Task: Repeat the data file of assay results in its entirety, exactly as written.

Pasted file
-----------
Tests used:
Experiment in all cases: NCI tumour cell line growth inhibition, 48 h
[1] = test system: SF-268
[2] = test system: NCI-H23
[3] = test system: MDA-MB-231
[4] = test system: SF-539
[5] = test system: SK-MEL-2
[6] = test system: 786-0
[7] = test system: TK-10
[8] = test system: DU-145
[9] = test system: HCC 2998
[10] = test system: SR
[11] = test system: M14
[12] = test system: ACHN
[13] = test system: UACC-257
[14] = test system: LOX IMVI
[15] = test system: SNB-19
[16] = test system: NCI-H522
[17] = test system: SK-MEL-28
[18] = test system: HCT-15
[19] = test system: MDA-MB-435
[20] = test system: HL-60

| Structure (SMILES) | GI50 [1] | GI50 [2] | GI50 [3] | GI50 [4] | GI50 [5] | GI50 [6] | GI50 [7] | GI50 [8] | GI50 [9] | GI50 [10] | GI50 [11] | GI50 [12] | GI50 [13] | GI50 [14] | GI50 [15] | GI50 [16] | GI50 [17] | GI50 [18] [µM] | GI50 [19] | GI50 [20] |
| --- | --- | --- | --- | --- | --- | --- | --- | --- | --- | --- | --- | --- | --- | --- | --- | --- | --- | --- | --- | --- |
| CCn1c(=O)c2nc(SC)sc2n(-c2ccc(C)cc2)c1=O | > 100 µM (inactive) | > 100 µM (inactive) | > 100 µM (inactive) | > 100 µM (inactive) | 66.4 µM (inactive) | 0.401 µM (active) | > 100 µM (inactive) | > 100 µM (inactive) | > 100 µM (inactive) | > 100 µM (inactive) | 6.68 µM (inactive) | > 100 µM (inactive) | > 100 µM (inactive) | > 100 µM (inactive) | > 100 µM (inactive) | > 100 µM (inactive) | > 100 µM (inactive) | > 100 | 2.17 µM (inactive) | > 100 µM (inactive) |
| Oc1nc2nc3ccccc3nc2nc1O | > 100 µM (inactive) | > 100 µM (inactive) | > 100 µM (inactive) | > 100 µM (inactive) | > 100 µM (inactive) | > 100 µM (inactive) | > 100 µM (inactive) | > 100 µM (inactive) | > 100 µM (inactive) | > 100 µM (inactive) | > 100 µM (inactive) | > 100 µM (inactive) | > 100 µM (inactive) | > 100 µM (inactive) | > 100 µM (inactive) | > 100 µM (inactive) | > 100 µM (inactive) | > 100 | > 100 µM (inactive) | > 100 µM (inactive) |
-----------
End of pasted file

Tests used:
Experiment in all cases: NCI tumour cell line growth inhibition, 48 h
[1] = test system: SF-268
[2] = test system: NCI-H23
[3] = test system: MDA-MB-231
[4] = test system: SF-539
[5] = test system: SK-MEL-2
[6] = test system: 786-0
[7] = test system: TK-10
[8] = test system: DU-145
[9] = test system: HCC 2998
[10] = test system: SR
[11] = test system: M14
[12] = test system: ACHN
[13] = test system: UACC-257
[14] = test system: LOX IMVI
[15] = test system: SNB-19
[16] = test system: NCI-H522
[17] = test system: SK-MEL-28
[18] = test system: HCT-15
[19] = test system: MDA-MB-435
[20] = test system: HL-60

| Structure (SMILES) | GI50 [1] | GI50 [2] | GI50 [3] | GI50 [4] | GI50 [5] | GI50 [6] | GI50 [7] | GI50 [8] | GI50 [9] | GI50 [10] | GI50 [11] | GI50 [12] | GI50 [13] | GI50 [14] | GI50 [15] | GI50 [16] | GI50 [17] | GI50 [18] [µM] | GI50 [19] | GI50 [20] |
| --- | --- | --- | --- | --- | --- | --- | --- | --- | --- | --- | --- | --- | --- | --- | --- | --- | --- | --- | --- | --- |
| CCn1c(=O)c2nc(SC)sc2n(-c2ccc(C)cc2)c1=O | > 100 µM (inactive) | > 100 µM (inactive) | > 100 µM (inactive) | > 100 µM (inactive) | 66.4 µM (inactive) | 0.401 µM (active) | > 100 µM (inactive) | > 100 µM (inactive) | > 100 µM (inactive) | > 100 µM (inactive) | 6.68 µM (inactive) | > 100 µM (inactive) | > 100 µM (inactive) | > 100 µM (inactive) | > 100 µM (inactive) | > 100 µM (inactive) | > 100 µM (inactive) | > 100 | 2.17 µM (inactive) | > 100 µM (inactive) |
| Oc1nc2nc3ccccc3nc2nc1O | > 100 µM (inactive) | > 100 µM (inactive) | > 100 µM (inactive) | > 100 µM (inactive) | > 100 µM (inactive) | > 100 µM (inactive) | > 100 µM (inactive) | > 100 µM (inactive) | > 100 µM (inactive) | > 100 µM (inactive) | > 100 µM (inactive) | > 100 µM (inactive) | > 100 µM (inactive) | > 100 µM (inactive) | > 100 µM (inactive) | > 100 µM (inactive) | > 100 µM (inactive) | > 100 | > 100 µM (inactive) | > 100 µM (inactive) |